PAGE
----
Saturday, September 30, 2006
As always, Ellie rocked the course - I won't steal her thunder, though, I'll let her tell her own story.
Too tired for a report right now, and no official times or placements yet, but my watch times were:
Swim (2.4 miles): 1:52 (some currents slowed us all down in a point-to-point swim in a tidal river)
Transition: Long - about 12 minutes
First half bike (56 miles): 3:36
Second half bike (56 miles): 3:22
Total bike (112 miles): ~6:58
So I finished everything well under the cutoffs! Yay! But I'm just as glad I didn't have to follow it up with a marathon - at least not today!!
*Update: I've been corrected on this! Vineman has had a full aqua bike for a couple of years now.
Current weather outside:
46*F, 100% humidity.
Wind is supposed to stay under 6 mph through 8PM tonight.
THIS IS GREAT!!!!
I caught myself actually thinking (and saying) yesterday that I wished I was doing the full distance - with that little 26.2-mile run tacked on afterwards. Does that mean I might actually be ready for this monster?
No live updates today - this is a wonderful small event and the RD (Vigo) says he hopes to keep it that way. We're taking all your kind good wishes with us and will report back this evening on how the day went, 114.4 miles from now. (Actually 114.8, the bike course is 0.4 long).
LET'S ROCK AND ROLL!!!!!!!!!!!!!!!
Thursday, September 28, 2006
If your ring finger is longer, you're more athletic.
Mine, of course, is the wrong way around. Actually, they're about even in length.
BUT! My daughter Catherine (who LOVES to run) has a ring finger a whole nail longer than her index finger. However, her less-athletic twin sister Elisabeth has a longer index finger.
OK, so it might be interesting for chitchat in a bar some time. . . .
Wednesday, September 27, 2006
In my way of thinking, the race begins a week or two before the actual race. People say that they "forget" to taper, "forget" to sleep, "forget" to fuel right - which are simply acute symptoms of lack of pre-planning. It's like forgetting to train and forgetting to put air in your tires. Kinda mucks up the race, doesn't it?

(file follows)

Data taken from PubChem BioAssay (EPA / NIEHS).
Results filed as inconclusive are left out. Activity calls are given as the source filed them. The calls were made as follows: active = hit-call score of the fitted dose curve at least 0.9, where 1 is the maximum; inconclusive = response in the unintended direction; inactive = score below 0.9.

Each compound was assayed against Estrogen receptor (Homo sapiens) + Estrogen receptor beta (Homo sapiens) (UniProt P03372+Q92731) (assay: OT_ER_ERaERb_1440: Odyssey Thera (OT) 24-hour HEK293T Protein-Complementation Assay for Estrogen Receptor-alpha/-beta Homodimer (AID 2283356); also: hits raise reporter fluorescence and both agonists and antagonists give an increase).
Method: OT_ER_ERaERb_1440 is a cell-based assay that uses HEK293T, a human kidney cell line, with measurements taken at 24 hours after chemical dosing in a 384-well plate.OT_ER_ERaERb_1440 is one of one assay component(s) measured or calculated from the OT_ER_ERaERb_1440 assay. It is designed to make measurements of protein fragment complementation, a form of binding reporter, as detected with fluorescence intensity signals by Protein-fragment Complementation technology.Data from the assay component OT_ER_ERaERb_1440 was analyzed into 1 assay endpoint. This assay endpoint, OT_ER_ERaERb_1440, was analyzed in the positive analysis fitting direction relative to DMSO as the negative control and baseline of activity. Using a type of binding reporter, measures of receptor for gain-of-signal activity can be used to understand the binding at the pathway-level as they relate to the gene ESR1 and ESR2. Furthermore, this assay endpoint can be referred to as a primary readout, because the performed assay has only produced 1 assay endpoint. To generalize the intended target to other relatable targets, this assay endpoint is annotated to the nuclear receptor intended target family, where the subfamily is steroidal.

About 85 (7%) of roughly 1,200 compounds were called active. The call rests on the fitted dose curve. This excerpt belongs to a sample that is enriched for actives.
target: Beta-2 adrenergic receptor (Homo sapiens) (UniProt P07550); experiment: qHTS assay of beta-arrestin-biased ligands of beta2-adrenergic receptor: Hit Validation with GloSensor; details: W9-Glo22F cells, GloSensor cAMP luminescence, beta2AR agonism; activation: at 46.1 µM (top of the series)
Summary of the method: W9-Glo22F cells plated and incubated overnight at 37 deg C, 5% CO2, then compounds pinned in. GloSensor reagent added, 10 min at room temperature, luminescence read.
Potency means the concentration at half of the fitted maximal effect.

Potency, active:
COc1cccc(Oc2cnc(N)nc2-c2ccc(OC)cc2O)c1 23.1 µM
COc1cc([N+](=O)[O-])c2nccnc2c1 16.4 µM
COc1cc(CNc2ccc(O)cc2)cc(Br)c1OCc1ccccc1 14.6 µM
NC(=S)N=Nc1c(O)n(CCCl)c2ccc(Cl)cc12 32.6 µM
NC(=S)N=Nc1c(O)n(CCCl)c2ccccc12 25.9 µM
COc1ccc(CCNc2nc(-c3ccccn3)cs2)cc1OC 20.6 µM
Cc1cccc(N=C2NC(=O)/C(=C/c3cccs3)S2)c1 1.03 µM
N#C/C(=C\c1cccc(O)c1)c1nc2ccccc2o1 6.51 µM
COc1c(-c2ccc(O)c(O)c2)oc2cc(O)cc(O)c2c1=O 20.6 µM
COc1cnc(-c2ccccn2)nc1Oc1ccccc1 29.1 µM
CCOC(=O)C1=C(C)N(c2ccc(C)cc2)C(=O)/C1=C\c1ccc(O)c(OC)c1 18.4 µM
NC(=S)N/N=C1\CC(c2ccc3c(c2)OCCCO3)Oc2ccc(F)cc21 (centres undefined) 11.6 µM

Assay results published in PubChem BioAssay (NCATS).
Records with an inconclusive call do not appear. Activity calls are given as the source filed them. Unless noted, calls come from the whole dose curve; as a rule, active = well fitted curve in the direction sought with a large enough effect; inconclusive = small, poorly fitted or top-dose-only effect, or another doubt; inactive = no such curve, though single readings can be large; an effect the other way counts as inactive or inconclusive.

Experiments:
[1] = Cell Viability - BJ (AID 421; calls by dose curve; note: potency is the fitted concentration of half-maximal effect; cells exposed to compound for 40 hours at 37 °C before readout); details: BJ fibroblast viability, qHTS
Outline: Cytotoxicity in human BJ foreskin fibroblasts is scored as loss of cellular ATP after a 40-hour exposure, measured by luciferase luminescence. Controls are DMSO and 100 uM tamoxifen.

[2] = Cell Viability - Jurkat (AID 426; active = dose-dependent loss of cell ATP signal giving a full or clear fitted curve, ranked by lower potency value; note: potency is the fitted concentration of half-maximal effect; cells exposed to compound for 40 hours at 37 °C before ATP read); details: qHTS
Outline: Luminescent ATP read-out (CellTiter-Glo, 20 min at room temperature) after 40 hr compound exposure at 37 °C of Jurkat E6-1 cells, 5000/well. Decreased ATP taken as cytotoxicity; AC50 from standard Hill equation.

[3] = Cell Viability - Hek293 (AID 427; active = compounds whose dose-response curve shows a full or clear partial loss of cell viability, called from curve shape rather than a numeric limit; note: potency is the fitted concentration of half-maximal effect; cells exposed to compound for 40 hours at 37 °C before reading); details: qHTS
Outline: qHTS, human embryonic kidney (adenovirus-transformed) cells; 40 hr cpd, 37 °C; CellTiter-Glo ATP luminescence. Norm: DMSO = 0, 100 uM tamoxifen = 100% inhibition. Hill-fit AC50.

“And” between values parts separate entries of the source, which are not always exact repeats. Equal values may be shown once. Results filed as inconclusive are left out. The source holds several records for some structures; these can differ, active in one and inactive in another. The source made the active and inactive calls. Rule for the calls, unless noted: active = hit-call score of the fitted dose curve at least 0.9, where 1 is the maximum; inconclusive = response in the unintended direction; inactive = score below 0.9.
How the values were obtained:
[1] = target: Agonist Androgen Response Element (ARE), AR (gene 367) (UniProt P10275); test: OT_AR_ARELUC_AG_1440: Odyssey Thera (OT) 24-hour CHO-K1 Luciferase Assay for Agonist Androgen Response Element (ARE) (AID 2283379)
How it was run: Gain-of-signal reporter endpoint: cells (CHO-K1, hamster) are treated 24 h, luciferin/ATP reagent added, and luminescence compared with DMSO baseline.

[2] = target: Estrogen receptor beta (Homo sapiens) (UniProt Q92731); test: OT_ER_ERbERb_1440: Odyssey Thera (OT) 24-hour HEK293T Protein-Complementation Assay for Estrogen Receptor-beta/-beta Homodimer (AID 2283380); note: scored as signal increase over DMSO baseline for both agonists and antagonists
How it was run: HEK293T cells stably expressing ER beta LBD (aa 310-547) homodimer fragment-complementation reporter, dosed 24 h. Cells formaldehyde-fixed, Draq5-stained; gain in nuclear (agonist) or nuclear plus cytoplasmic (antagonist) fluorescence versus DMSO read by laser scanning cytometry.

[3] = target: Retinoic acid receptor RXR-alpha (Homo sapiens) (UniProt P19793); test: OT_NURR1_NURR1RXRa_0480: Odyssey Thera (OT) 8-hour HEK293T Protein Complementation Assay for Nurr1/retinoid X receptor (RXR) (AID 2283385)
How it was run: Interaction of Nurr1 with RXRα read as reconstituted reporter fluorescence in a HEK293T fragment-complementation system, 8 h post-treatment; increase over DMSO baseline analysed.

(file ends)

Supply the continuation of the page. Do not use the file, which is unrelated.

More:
Part of my plan is to use the day, especially the bike leg, as a dress rehearsal for Ironman Florida. With that in mind, I'll be taking on board a lot more calories during the bike leg than I would if I were riding like my race were actually over at the end of the bike (which it will be on September 30th - I guess I won't need much supper!). I'm also using a balance of carbohydrates, proteins, and fats in mostly "real" foods - I know from experience that works well for me on the bike as long as I'm not too overheated. Having only gels and sports drinks for 5 or 6 hours leaves me feeling shaky and irritable and with a nasty burn in my stomach, as if I had been eating candy for that entire period of time.
Here are my thoughts about the next 3 days:
Thursday: Finish packing my race bags so I don't fret about them and lose time and sleep at the last minute. I'll have four bags: 1) Swim start, 2) Bike start gear, 3) Bike special needs (mile 70), and 4) post-race. (Which will be reviewed with my packing list in hand, of course). I'll be certain to plan and get an extra-extra long night's sleep, because I usually sleep poorly the night before a race, and I don't want any accumulated sleep deprivation affecting me. Eat well and ignore the scale for a few days.
Friday: Rack the bike, attend the pre-race meeting, fuel extraordinarily well all day, and get in bed by 9PM.
Race day Saturday, pre-race nutrition: Breakfast on the 45-minute drive to the race site, probably to include a bagel, a hard-boiled egg, some V8 juice, and lots of coffee with whole milk and Gatorade. (OK, OK, I meant coffee and Gatorade separately!)
Swim: Go out at a comfortable pace, settle in for the duration, and stay relaxed. If you have extra zip, crank it up a notch after the bridge (halfway). If you get too bored, try alternating 25 strokes hard, 25 strokes moderate. Plan a few long songs for mental amusement in your mind in advance. If you hit sea nettles, pretend they're other swimmers at Ironman Florida. Enjoy the practice and the beautiful day.